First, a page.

Generic Name for Soft Drinks by County (U.S.A.)

I mostly grew up in Northwest Florida, which is a mere 12 hours to Miami by automobile. The culture of the Panhandle is distinctly “Southern.” However, no one ever believes me when I say that my Florida bears little resemblance to the Florida they’d know from Orlando or Miami or Key West, etc.

Finally, some proof of Florida’s cultural diversity: in my part of the state, we say “Coke” as a generic term for all soft drinks. This is also true in Mississippi, Georgia, and Alabama. In South Florida, it’s a bunch of Northern immigrants who say “Soda.” This also explains why the state is a battleground state every election

W. David MARX
June 17, 2008

9 Responses

  1. Rory P. Wavekrest Says:

    Where do the people who say “Pop” live?

  2. W. David MARX Says:

    Midwest, apparently.

  3. panda Says:

    pop is midwest.. also said in my home town. “rochester” ny.. witch is new buffalo. but i called soda pop “pop” growing up.. its pop.. orange pop, or grape pop.. whatever. thats what the generic brand cans said! if the cans says pop. its pop.. imo calling it soda is lame. wtf? soda.. thats already something. its soda! hence soda pop. its soda. with flavor. that pop.. pop is way better slang.. and coke makes no sense. thats a freaking brand. its like calling all sneakers nike’s..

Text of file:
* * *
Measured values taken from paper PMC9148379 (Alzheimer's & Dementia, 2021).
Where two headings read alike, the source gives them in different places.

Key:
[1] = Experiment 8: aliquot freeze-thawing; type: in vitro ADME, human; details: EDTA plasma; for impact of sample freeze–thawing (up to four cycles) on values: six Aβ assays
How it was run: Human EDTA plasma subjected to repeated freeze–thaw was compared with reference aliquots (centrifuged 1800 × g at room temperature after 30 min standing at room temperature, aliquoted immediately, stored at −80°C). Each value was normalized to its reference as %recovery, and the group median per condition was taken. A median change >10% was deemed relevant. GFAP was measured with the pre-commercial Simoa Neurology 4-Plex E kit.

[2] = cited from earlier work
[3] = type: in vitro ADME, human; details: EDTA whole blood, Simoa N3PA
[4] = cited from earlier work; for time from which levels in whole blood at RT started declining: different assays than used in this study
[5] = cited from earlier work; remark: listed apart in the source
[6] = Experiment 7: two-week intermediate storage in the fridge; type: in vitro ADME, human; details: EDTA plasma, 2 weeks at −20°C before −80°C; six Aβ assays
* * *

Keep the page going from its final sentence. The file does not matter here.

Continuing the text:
“coke” as a generic term is also used in texas. though in dallas. coke actually means dr. pepper.

  4. Rory P. Wavekrest Says:

    I’m with you, buddy.

  5. Ian Says:

    Whatever. We said “soda” in Albany.

  6. Rory P. Wavekrest Says:

    And you were wrong every time!

  7. Adamu Says:

    Northern CT = firm “soda” territory

    I’ll concede that at least “pop” is as accurate as “soda” in describing carbonated drinks, but why would people call every carbonated drink “Coke” when things like grape soda are so clearly different? Is it just that those areas historically lacked a choice of soft drinks?

  8. W. David MARX Says:

    It’s a Southern thing. You wouldn’t understand.

  9. tammanycall Says:

    You may be interested in this:

    “Using the World Wide Web to gather and process data from across English-speaking North America, I intend to plot the regional variations in the use of the terms “Pop” and “Soda” to describe carbonated soft drinks.”


    Also, Obama and McCain are tied at 48% in FL today.